Tuesday, March 20, 2012

Identity crisis?

One tends to think of the immigrant/emigrant experience as being one of cultural difficulties and social adjustment, but as Eve expresses in her recent post at Queen’s English, the personal and emotional impacts of moving to another country can in some ways be greater. In fact it’s no exaggeration to say that one’s entire sense of self can be challenged to a surprisingly large degree.

The thing is, as psychologists have pointed out, our sense of who we are to a large degree relates to memory. So suddenly having nobody around us who shares any of the major experiences from our previous life can be unnerving and troubling from an emotional point of view. Often when we meet up with old friends in our everday lives, we will reminisce about events from the past and the people that we’ve known, both good and bad. It backs up and reasserts a sense of who we are.

I must admit that one of my favourite fantasies when seized by bouts of homesickness is just to be in the pub with old friends. People who know me, understand where I coming from, get my sense of humour. They’ve done some of the same things as me, met some of the same people, and lived in the same places. (I sometimes yearn for my previous access to affordable health and dental care too, but that’s another matter!)

Of course, one can’t allow oneself to be too much seized by nostalgia. It is easy to slip into the trap of romanticizing one’s homeland, if you’re not careful. There is nothing worse than the sentimental expat barfly, crying into his beer. Plus for me personally, I have been through some not dissimilar experiences before – leaving home and going to university in another part of the country, for instance. I have also known many people in the UK who’ve come to live from other places. It sometimes seems like half the world is hopping around between countries nowadays.

Given the pressures, I can understand why some emigrants return to their homeland within a year, or university students drop out before the first term has finished, but that isn’t really my style, and nor is it Eve’s, I would venture.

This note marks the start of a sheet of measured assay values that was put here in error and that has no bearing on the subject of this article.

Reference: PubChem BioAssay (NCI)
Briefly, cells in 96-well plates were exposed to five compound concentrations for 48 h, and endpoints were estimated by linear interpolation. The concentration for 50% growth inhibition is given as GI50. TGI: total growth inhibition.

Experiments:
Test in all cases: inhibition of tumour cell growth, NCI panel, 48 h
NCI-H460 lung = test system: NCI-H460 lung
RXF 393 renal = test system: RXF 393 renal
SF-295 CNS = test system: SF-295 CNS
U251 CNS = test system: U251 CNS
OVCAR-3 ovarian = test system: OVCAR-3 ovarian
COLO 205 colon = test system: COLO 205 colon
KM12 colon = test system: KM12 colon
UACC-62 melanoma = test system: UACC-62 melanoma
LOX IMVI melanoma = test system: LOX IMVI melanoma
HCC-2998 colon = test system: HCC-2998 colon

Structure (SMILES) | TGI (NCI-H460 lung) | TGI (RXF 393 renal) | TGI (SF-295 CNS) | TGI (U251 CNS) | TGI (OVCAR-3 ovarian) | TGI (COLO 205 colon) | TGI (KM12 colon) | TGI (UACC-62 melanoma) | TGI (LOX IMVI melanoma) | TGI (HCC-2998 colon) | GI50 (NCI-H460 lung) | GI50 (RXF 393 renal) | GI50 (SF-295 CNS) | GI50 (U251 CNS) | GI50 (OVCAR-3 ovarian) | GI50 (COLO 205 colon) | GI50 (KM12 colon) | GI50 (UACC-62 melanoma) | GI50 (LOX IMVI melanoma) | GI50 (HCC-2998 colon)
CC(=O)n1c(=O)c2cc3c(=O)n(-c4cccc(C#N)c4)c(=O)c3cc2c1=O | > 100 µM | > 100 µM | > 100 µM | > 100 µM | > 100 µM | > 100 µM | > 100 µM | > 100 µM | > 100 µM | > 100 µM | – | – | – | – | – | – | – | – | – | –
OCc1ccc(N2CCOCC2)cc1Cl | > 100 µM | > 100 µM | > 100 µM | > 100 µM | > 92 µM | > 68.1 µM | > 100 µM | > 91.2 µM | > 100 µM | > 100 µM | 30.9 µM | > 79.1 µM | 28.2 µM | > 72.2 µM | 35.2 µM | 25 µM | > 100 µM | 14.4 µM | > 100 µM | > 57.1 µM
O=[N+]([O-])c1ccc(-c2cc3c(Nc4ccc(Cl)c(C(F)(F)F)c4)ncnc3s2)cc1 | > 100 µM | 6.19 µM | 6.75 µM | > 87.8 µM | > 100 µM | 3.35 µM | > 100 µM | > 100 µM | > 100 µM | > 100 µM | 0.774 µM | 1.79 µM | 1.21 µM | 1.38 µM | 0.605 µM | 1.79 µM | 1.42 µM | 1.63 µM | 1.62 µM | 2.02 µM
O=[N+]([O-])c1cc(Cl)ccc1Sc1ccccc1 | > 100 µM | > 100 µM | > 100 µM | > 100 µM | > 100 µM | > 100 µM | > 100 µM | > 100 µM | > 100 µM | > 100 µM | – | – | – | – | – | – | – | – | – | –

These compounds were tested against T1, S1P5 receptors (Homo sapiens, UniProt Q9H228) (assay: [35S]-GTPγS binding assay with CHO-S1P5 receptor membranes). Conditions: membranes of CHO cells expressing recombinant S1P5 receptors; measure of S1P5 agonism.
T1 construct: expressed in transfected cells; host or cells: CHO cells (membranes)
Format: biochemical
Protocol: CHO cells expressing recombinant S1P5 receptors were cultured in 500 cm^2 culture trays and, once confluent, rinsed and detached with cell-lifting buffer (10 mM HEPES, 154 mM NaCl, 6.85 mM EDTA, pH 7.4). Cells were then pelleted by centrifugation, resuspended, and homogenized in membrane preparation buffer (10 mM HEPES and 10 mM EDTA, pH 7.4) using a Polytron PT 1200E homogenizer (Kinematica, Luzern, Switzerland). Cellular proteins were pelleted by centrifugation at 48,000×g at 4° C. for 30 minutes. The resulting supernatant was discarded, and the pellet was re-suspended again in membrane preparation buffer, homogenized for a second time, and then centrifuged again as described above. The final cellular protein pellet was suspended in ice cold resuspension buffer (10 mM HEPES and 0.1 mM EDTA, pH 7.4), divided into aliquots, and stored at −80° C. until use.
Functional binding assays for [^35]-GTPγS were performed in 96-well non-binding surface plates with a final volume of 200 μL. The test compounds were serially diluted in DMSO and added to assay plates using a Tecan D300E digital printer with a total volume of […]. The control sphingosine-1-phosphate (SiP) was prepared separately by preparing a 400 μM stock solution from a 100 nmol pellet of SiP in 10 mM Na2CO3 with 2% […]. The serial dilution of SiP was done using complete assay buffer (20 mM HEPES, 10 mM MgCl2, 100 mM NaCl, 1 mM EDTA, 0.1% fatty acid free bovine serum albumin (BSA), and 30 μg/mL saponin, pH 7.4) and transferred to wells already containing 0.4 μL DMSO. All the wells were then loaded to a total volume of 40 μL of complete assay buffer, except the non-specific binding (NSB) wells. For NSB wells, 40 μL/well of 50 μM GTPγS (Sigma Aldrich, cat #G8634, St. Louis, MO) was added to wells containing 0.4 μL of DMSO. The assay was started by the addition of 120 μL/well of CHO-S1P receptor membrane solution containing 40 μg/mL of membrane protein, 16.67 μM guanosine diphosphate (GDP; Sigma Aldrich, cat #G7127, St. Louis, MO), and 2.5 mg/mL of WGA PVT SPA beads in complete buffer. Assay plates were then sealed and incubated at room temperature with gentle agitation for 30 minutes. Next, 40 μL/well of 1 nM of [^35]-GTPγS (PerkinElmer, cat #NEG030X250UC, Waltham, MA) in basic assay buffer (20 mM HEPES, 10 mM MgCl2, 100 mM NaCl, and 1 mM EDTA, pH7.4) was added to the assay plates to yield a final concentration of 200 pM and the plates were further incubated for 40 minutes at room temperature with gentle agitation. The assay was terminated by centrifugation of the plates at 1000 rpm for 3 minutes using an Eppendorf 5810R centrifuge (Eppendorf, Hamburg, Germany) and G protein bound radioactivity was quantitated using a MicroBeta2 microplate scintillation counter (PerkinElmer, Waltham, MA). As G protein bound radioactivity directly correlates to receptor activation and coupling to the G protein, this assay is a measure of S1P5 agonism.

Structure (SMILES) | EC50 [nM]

1. So true, Paul. Having recently taken a trip back to the States after being gone for a year and a half, I was amazed at how great it felt to just not have to explain myself. Of course, many people fantasize about being able to get away from the familiar and the known. I've also moved far away from home (the geographical equivalent of at least England to Poland) without knowing a soul.

    No matter where I am, though, I have decided that I really need to be able to be involved in the community. Isolation can happen anywhere, for so many reasons, and many people are living in semi-seclusion now, working at home, etc. I hope that you continue to make connections in your new home and that you also get to see old friends soon. :)

    1. Well, I do have the internet. It must have been a real wrench going to the US from Europe when it was a 3 day boat trip across the Atlantic and you could only communicate by letter! :-)

  2. I agree-I can also see why people 'turn back'. But don't you also think that this takes a lot of guts, to 'go back', to say, 'hey, it wasn't for me, I tried it, but it didn't work out'. I think sometimes expats think that those that go back,or return to a familiar country (not home) are somehow failures, but it is quite brave -right? I was thinking today how I miss getting excited about the weather...the change of seasons...and the sunny spells...then I remembered that they won't last long...made me feel better!

    PS- thanks for the comment on my post :)

    1. Sure it's brave to go back in some ways. I'm not trying to be judgemental. But unless it's complete hell, I do think people should give it a reasonable amount time... Obviously, for people like myself, who have come somewhere to marry, we are unlikely to go anywhere without our partners and new family, anyway.

      I remember a guy in my student house at university who dropped out after about a month. It wasn't like he had a sick relative back home or anything, he just missed his old friends.

  3. Many of my long-time close friends live away from me - in Massachusetts, Connecticut, and Maryland. When I think of them, I also think about the pub - a good solid wood table, food, tunes cranking, beer. I go out often enough with the poetry people, esp. Russ, George, and Kelly. Before I found them, though, I felt isolated for quite a few years, even on this island where I've lived most my life.

  4. I think nostalgia can be a dangerous obsession for some people. Everyone grew up in a better time, everyone had glorious summers in years past and everything was tinted in a golden haze as if it was some glorious dream. If we were to visit these days I doubt they are as our memory portrays.

    When it comes to where you live I think the point still stands. I think back to England and I do miss the windy and rainy days but I also know that I'm romanticizing it to an absurd extent, the changing of the seasons is one thing that I will always miss though.

    You know I always found learning about new people endlessly more fascinating than reminiscing about shared memories with friends and family, but I have always been that way. Ex-pat-ness suits me, but it's certainly not for everyone.

    It's been a while, hope you're keeping well.